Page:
Why RAG won’t solve the hallucination problem of generative AI

Hallucinations – essentially the lies that generative AI models spread – are a major problem for companies looking to integrate the technology into their operations.

Because models have no real intelligence and yet they are Easily predict words, images, speech, music and other data according to a private schema, they sometimes get it wrong. Very wrong. In a recent article in the Wall Street Journal, a source tells of a case in which Microsoft’s generative AI invented meeting participants and suggested that conference calls were about topics that were not actually discussed in the conference call.

As I wrote some time ago, Hallucinations can be an insoluble problem with today’s transformer-based model architectures. But a number of generative AI providers are suggesting this may can be more or less eliminated by a technical approach called Retrieval Augmented Generation (RAG).

One provider, Squirro, has throws it:

The focus of the offer is the concept of Retrieval Augmented LLMs or Retrieval Augmented Generation (RAG) embedded in the solution… [our generative AI] is unique in its promise not to cause hallucinations. Every information generated can be traced back to a source, which ensures credibility.

Here is a similar pitch from SiftHub:

Using RAG technology and fine-tuned large language models with industry-specific knowledge training, SiftHub enables companies to generate personalized answers without hallucinations. This guarantees increased transparency and reduced risk, instilling absolute confidence in using AI for all their needs.

RAG was founded by data scientist Patrick Lewis, researcher at Meta and University College London and 2020 lead author of the year Paper that coined the term. When applied to a model, RAG retrieves documents that are potentially relevant to a question—for example, a Wikipedia page about the Super Bowl—essentially using a keyword search and then asking the model to generate answers based on that additional context .

“When you interact with a generative AI model like ChatGPT or lama “When you ask a question, the model, by default, answers from its ‘parametric memory’ – explained at AI2, the AI-focused research arm of the nonprofit Allen Institute. “But just like you’re likely to give more accurate answers if you have a reference [like a book or a file] The same goes for models in some cases.”

RAG is undeniably useful – it allows mapping things a model generates to retrieved documents to verify their factuality (and, as an added benefit, avoid potential copyright infringement). Belching). RAG also allows companies that don’t want their documents to be used to train a model – for example, companies in highly regulated industries like healthcare and legal – to allow models to access those documents in a more secure and temporary way.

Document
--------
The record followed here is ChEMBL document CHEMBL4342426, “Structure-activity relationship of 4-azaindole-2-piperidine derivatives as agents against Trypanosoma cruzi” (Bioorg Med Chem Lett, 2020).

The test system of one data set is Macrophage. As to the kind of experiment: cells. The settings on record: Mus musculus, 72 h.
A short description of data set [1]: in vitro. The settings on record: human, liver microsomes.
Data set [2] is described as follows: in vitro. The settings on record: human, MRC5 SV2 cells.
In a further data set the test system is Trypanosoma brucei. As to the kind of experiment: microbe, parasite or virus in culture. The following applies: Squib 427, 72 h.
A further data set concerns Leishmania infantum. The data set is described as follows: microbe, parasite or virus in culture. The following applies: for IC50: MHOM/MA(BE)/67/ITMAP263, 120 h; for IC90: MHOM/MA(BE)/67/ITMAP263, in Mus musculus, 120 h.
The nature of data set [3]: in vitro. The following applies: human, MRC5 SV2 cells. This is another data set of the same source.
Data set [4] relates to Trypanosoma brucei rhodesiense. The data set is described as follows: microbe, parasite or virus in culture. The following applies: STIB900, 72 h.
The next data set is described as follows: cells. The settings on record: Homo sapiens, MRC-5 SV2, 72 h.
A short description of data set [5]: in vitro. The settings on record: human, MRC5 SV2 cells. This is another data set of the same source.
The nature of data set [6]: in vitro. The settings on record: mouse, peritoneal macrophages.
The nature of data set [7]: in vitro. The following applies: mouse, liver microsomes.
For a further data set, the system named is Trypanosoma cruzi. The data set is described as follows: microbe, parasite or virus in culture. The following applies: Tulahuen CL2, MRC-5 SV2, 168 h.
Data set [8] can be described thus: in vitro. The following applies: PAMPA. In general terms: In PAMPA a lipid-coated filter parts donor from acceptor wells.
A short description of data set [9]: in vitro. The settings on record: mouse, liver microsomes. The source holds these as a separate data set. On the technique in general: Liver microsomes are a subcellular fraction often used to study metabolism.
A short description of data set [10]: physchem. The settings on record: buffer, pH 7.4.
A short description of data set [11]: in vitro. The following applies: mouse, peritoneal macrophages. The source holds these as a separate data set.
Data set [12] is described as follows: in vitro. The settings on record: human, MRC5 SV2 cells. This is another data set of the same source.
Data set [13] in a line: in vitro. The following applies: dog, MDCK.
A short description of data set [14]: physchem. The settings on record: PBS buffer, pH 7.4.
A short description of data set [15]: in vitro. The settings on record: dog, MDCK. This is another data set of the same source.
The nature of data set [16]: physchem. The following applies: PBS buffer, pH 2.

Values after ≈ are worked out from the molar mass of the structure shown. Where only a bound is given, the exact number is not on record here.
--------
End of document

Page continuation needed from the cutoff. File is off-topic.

But definitely RAG tilt Prevent a model from hallucinating. And there are limitations that many providers gloss over.

Wadden says RAG is most effective in “knowledge-intensive” scenarios where a user wants to use a model to meet an “information need” — for example, finding out who won the Super Bowl last year. In these scenarios, the document answering the question likely contains many of the same keywords as the question (e.g., “Super Bowl,” “last year”), making it relatively easy to find using keyword search.

Things get trickier for “reasoning-intensive” tasks like coding and math, where it’s harder to specify in a keyword-based search query the concepts needed to answer a query – let alone figure out which documents might be relevant.

Even for simple questions, models can be “distracted” by irrelevant content in documents, especially long documents where the answer is not obvious. Or, for reasons still unknown, they may simply ignore the contents of the retrieved documents and rely instead on their parametric memory.

RAG is also expensive in terms of the hardware required for large-scale application.

Retrieved documents, be they from the Internet, an internal database or elsewhere, must be stored – at least temporarily – in memory so that the model can access them. Another effort is computing the extended context that a model must process before generating its response. For a technology already known for requiring a lot of processing power and power for even basic operations, this is a serious consideration.

That doesn’t mean RAG can’t be improved. Wadden pointed to many ongoing efforts to train models to make better use of the documents retrieved from RAG.

Some of these efforts include models that can “decide” when to use the documents, or models that can choose not to perform the retrieval at all if they deem it unnecessary. Others focus on ways to index large document datasets more efficiently and on improving search through better representations of documents—representations that go beyond keywords.

“We’re pretty good at retrieving documents based on keywords, but not so good at retrieving documents based on more abstract concepts like a proof technique needed to solve a math problem,” Wadden said. “Research is needed to develop document representations and search techniques that can identify relevant documents for more abstract generation tasks. I think that’s largely an open question at this point.”

So RAG can help reduce a model’s hallucinations – but it’s not the answer to all of AI’s hallucinatory problems. Beware of providers who claim otherwise.

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